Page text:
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Inasmuch as Life is borrowed...

Clara van den Broek According to ancient belief, the death of a man is like the birth of a butterfly. The butterfly relieves itself of the cocoon in which it was imprisoned and flys away, weighing scarcely more than the air that carries it. Likewise, the human soul is relieved, with the last breath of death, of the cocoon that was the body during a lifetime. This vision, captured in this and other metaphores, has dominated ages of thought in Western as well as Eastern culture ; life on earth is understood to be a temporary passage. Man, in fact, borrows life for a while. With death, Mother Nature (or God, or) simply takes back and recovers what She (or He) lent, but which basically belongs to Her (or Him). This and many more reflections inspired the Belgian choreographer Wim Vandekeybus while creating his new piece, Inasmuch as Life is borrowed, that premiered on the 26th of April in Antwerp, Belgium. It is the first production since Vandekeybus company Ultima Vez contracted a coproductional structure with the Festival of Flandres Brussels-Europe, after its forced departure from the Royal Flemish Theatre last year. The link with a primarily music-oriented festival (and not with an arts centre, for instance) is not so strange when one takes into account Vandekeybuss more than common interest in the choice of the music he works with. Rarely has he used pre-existing scores. Mostly, the musical scores have been developed simultaneously with the choreography. Whereas for his last piece, In Spite of Wishing and Wanting, he collaborated with the almost mythical David Byrne, composer and ex-leader of the Talking Heads, this time he roped in nobody less than New York guitarist Marc Ribot, famous for his work with Elvis Costello, Marianne Faithful, and Tom Waits. But Inasmuch as Life is borrowed lies not only on a musical level in the continuity of In Spite of Wishing and Wanting. There is also a thematic line that relates to both pieces, and that goes back, in a more abstract way, to even earlier pieces by the choreographer. Inasmuch as Life is borrowed treats the sometimes cruel but always fascinating opposition between, on the one hand, the indifferent force of nature that generously gives life and blindly takes it back, and, on the other hand, the will to live, the passions and preoccupations of man during his lifetime. All kinds of longings (wishings and wantings) haunt human life, originating from the fear one has of dying, ageing and making something valuable out of the short time one is accorded to live. As a matter of fact, no one has chosen to be alive. Life has just imposed itself on us and it pulses into our bodies with a tremendous, incontrollable force. But whereas that force, a well known topic in Vandekeybuss work, showed itself in confrontations with external danger and risk in the first pieces of the choreographer, in his latter work it appears in more interior, cerebral factors, such as, like I already said, fear, passion, desire. Inasmuch as Life is borrowed begins with birth and ends with death. Between is life, seen as a period moved by passion. Birth and death are understood as being basically equal : equal in their confrontation with nature, in their struggle for life, in their inevitable necessity. Such is illustrated by two short films, one about the birth of a baby (that immediately begins ageing and dying), and the other about the death of an old man. Both scenarios take place in the same environmental structure, to stress the existential symmetry. Likewise, at the beginning of the piece, which bathes in some indefinite atmosphere, the 11 dancers (male and female) hang on meat-hooks, hung in rows at each side of the stage. During the minute in which they all hang quietly, as dead, one has the impression it is a gallows one is looking at. Then one after the other they fall to the ground, symbol of birth. Death and birth coincide. The dance scene that follows is of an extraordinary pent-up force. Couples of dancers prop each other up, shoulder against shoulder, balancing each other in an almost horizontal position through friction and tension. That fricative status-quo of opposite forces that can explode at any moment is resumed in a thrilling image the tension life is made of. This is only the first in a long list of symbols in Vandekeybus vision on life. The dancers take each others pulse, they pick imaginary fruit, one dancer imitates a photograph of himself as a baby, another renders ecstatic joy. Strong passions and pulsions of life, reinforced by the guitar sound of Marc Ribot, alternate with banality, tiredness and pedestrian daily choices. All types of people pass in revue. Pourquoi je dois me lever? Je nai rien faire ici!, one dancer says; another tells a story of her standing in a supermarket and not knowing what to choose: fish or potatoes? Another, a dandy, says with terrible mannerism that he really cant eat any more when seeing all those starving people on television!, etc. Long, not always accurate, theatrical passages alternate with strong dance sequences, in which the dancers seem to dance, litterally, as if their life depended on it, propulsed by an incredible force that one only encounters with Vandekeybus.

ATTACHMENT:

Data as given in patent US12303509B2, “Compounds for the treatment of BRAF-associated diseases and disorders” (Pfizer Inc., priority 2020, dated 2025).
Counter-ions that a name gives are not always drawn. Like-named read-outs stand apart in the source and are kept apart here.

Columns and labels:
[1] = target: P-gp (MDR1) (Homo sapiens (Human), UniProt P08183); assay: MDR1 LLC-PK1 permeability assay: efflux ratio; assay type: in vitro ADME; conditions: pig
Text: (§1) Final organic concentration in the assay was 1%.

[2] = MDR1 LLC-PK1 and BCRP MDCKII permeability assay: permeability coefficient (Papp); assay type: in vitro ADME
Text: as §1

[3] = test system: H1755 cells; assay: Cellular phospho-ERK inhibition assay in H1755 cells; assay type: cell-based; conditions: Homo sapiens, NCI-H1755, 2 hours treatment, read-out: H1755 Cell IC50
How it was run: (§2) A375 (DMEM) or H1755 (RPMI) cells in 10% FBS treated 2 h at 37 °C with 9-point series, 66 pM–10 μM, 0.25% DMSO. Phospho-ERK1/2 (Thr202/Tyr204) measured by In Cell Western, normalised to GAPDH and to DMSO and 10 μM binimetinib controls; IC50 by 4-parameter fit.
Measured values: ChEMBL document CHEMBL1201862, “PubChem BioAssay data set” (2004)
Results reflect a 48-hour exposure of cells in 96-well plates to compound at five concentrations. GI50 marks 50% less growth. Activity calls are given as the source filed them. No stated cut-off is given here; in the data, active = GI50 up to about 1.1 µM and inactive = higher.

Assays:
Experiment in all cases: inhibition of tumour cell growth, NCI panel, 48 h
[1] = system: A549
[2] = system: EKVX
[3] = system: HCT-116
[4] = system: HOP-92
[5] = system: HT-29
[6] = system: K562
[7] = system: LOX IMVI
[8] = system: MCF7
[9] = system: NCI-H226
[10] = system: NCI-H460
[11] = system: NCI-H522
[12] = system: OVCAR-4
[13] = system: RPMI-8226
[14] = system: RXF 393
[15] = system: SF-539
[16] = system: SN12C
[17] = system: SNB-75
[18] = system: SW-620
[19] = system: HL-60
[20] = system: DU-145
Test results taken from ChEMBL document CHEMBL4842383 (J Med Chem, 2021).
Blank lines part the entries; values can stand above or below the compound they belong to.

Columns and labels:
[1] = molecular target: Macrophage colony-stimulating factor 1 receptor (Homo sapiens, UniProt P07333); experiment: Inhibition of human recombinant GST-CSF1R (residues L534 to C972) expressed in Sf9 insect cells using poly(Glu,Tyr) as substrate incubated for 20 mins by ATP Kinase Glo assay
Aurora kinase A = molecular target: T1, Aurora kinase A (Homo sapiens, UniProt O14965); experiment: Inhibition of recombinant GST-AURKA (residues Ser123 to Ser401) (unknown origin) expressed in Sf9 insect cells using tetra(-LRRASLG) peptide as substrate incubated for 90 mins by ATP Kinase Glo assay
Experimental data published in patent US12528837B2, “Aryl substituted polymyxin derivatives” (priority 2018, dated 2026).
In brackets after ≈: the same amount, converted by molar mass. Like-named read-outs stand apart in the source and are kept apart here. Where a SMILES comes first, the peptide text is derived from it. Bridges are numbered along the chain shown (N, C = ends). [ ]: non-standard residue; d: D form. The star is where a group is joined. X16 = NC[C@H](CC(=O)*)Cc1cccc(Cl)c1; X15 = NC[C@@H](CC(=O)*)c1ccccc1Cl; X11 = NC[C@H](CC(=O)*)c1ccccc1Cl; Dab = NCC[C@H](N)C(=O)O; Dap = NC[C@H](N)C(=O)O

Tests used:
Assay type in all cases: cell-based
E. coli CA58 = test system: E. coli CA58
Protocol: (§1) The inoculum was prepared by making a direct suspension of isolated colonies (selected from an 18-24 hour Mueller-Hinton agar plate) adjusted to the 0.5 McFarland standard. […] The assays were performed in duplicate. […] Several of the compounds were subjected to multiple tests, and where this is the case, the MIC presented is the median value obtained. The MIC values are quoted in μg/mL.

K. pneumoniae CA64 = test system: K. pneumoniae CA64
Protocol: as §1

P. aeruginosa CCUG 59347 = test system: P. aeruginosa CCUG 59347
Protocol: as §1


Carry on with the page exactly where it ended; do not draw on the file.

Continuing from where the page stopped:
But it is not only the body that is dancing. Inside, the soul, the spark that voyages with life, moves too. But how to make the soul perceptible on stage? The writer Paul Bowles would say, as he once, in another context, did to Vandekeybus : It is impossible. Its about the invisible. And yet, we can see the soul in all kinds of theatrical symbols : dust, smoke, stars, being billions of reflections of it. With smoke sticks, the dancers show us the dance of the soul. Others try to dance the dance of the smoke. Their movements are rather homologuous too, and surely as attractive as those of their souls A little further, two dancers dance a duet without touching each other, as if they were dancing with each others life energy. Life is passed from generation to generation, from individual to individual, as shown in the scene in which the dancers pass the flame of matches, extinguishing the fire each time it has been surrendered. Or, another symbolisation of the same idea, as said by one dancer : I can recognise the rhythm of my people! Life is passed on and is in that sense immortal. But each of us disposes of only the little piece given to him. Therefore, the threatening force of nature scares him, because in her blindness she claws ferociously, and one can get hurt or killed. That pain can be seen in both real and mental space. Life is a scourge, as we say. On stage, it results in a virtual sword fight : two dancers carry red paint and brushs and lash each other with them. The psychological side of this (risk of) pain from nature and the life she puts into us, is a scene in which some of the dancers change into werewolves (always that animalisation with Vandekeybus : nature and instinct awaken in us). Those werewolves devore a dancer and bring his body to a female dancer sitting in front of the stage. She looks at his dead body, and describes the loss of life, the last pulsation of blood, while he speaks of the swelling then decomposition of his body. The body swells, the blood flows: elsewhere life goes on. Life pulses. The dancers show it by contractions of their bodies. As we see, Vandekeybus is not afraid of using symbols, even literal ones, easily decodable. Inasmuch as Life is borrowed is a very poetic performance in a dreamy ambiance. Regularly, an explosion of energy emerges out of the quietness. Behind every movement, you feel a necessity. At least in the dance sequences. The theatrical passsages are much less evident and clear. They seem too long, too incoherent, a little insignificant also. The passage about the fish and the potatoes in the supermarket seems totally irrelevant. The conversations with the public about who has said 'Nice tits to a lady in the audience, also. It seems that Vandekeybus is not strict enough during the creation process when the time comes to select material that the dancers have made. Too much is being let in. During theatrical sequences, one longs for more dance. Of Vandekeybus dance, you cannot get enough. Hes too good at it, at injecting it with a vital energy that goes straight to the audience. It is surely a little absurd sticking to the ide fixe of many critics that Wim Vandekeybus is a choreographer who now and then makes excursions into the world of theatre. After all those productions hes made by now, we might begin to see that theatre constitutes an essential component in his form of expression. But it still remains that hes at his best while choreographing. His dance is, in its nature, necessary, whereas his theatre is less. Perhaps because theatre needs a more concrete anchorage, which is not in keeping with the direct physical language which is his. His theatre passages are too thin, too gratuit. It lacks an overall rigidness, which would give it its necessity. Of course, the work of Vandekeybus always has something centrifugal. It is very difficult to give it one denominator, which may even be dissident towards the seizing of logical comprehension. But the centrifugality of his dance splashes you right in the face, whereas his theatre stays where it is : on the stage. Apart from this, the multi-directionality of his structuring has much to do with the lack of a sharp direction in life itself. The scenography of Inasmuch as Life is borrowed is, once again, wide. His scenes seem much more extensive than in reality. They are non-identified spaces, in the middle of nowhere, it seems. That is not only a consequence of the scenography, but also of the manner in which the dancers move. They lay themselves, they lose themselves not only in themselves, but also in space. They bump against invisible walls, against air. That exaggerated activity in the huge space gives them something puny which conveys, in its turn, the extensiveness of space. You lose yourself in it as in life itself. Its like the American writer Paul Auster said : Our lives dont really belong to us, you see, they belong to the world, and in spite of our efforts to make sense of it, the world is a place beyond our understanding.